large image

Trusted Reviews is supported by its audience. If you purchase through links on our site, we may earn a commission. Learn more.

3 things Apple needs to do at its Far Out iPhone 14 launch to stay ahead

OPINION: We’re less than 12 hours away from Apple kicking off its Far Out event, where it’s expected to launch its new iPhone 14 line of phones, Apple Watch 8 wearables and updates to its AirPods line of earbuds.

And while there have been plenty of juicy rumours about the specific details around the devices, including rumblings it’ll release a sport focussed Pro variant of the Watch 8, for me there are three key things the company needs to bring to the table if it wants to keep its place as leader of the pack in the world of shiny things.

Here’s what they are:

Modular design

I’m going to be clear here this point isn’t necessarily pointed at Apple, it’s relevant to 99% of the tech companies we cover here at Trusted towers.

That aside, it’s still an important point. At Trusted we hold the truth that “Global Warming is not a myth” as a core company value and in line with that endeavour to include sustainability as a factor in our reviews.

In line with that, I’d like Apple to take its already impressive sustainability pledges to the next level and start pivoting to a modular design philosophy. This is a practice where companies intentionally design products with repairability and upgradability in mind, making it so every part can easily be swapped out when needed.

Fairphone spearheaded the idea for phones, to mixed results, many moons ago and it has since been adopted by other tech companies, like Bang and Olufsen with its latest uber-expensive soundbar, the Beosound Theatre, which debuted at IFA last week.

The benefits of a modular design are that parts can easily be swapped out when they need to. So if you break the screen you can just pop the old one out and put a new one in. Or, when the battery starts degrading you can just replace it. Later down the line, if it’s no longer able to multi-task properly you could in theory add more RAM.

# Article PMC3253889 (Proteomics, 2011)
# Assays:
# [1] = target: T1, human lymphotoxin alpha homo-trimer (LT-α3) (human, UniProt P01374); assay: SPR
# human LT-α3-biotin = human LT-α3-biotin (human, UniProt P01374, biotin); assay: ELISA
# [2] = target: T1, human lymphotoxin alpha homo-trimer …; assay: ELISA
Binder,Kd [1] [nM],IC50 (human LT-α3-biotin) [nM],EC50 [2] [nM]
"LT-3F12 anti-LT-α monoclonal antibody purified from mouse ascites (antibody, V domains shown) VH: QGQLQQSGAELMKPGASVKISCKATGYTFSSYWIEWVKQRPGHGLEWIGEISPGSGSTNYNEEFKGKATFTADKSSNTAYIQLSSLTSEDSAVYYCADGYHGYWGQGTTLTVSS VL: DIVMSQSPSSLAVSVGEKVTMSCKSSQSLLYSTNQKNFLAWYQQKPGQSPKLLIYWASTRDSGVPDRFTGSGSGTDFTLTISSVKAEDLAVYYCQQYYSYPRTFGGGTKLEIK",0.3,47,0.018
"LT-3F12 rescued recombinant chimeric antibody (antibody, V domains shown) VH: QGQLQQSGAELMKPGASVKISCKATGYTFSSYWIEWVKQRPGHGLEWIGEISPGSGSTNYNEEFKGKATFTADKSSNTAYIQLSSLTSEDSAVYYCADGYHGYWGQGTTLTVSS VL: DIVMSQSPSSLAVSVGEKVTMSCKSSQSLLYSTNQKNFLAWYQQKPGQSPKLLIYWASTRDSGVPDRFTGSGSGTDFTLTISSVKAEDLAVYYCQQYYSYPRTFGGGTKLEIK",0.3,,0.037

This would be an extension of Apple’s latest move to sell repair kits and tools on for its iPhones that could radically extend the shelf life of devices. Coupled with a circular design, where the old parts are sent back for repair or recycling as appropriate, it could also seriously reduce their impact on the environment.

iPhone X repair iPhone display

A new look

The other big change I’d like to see is an overhaul to the iPhone’s design. It’s been ages since Apple did anything other than refine its handsets’ design. A few years ago this wasn’t a massive deal as they still looked pretty modern. But in 2022 where we’ve got everything from under-screen selfie cameras to folding screens, the notch-heavy iPhone aesthetic looks distinctly retro.

Rumours suggest we’re still some way off seeing a foldable from Apple, with the last credible-ish report in January suggesting it’s not happy with the tech in its current state. But, I’d still like it to give its base iPhone line a refresh. Even a hole punch front camera housing would be a step forward at this point…

Lower prices

Over the past five years, phone prices have been gradually rising. This is why we now defined £500-£700/$500-$700 phones as “mid-range”, with most flagships costing in excess of £1000/$1000.

Apple never shies away from describing itself as a premium brand, but in the current cost of living crisis if the pre-event rumours suggesting its planning to raise, not lower its prices with a new iPhone 14 Pro flagship turn out to be true, then this is a completely tone deaf move. This is especially true when the latest reports from Bloomberg suggest it’ll also be retiring its mini line of handsets, which are traditionally the cheapest option, outside of older models, year-on-year.

Why trust our journalism?

Founded in 2004, Trusted Reviews exists to give our readers thorough, unbiased and independent advice on what to buy.

Today, we have millions of users a month from around the world, and assess more than 1,000 products a year.

author icon

Editorial independence

Editorial independence means being able to give an unbiased verdict about a product or company, with the avoidance of conflicts of interest. To ensure this is possible, every member of the editorial staff follows a clear code of conduct.

author icon

Professional conduct

We also expect our journalists to follow clear ethical standards in their work. Our staff members must strive for honesty and accuracy in everything they do. We follow the IPSO Editors’ code of practice to underpin these standards.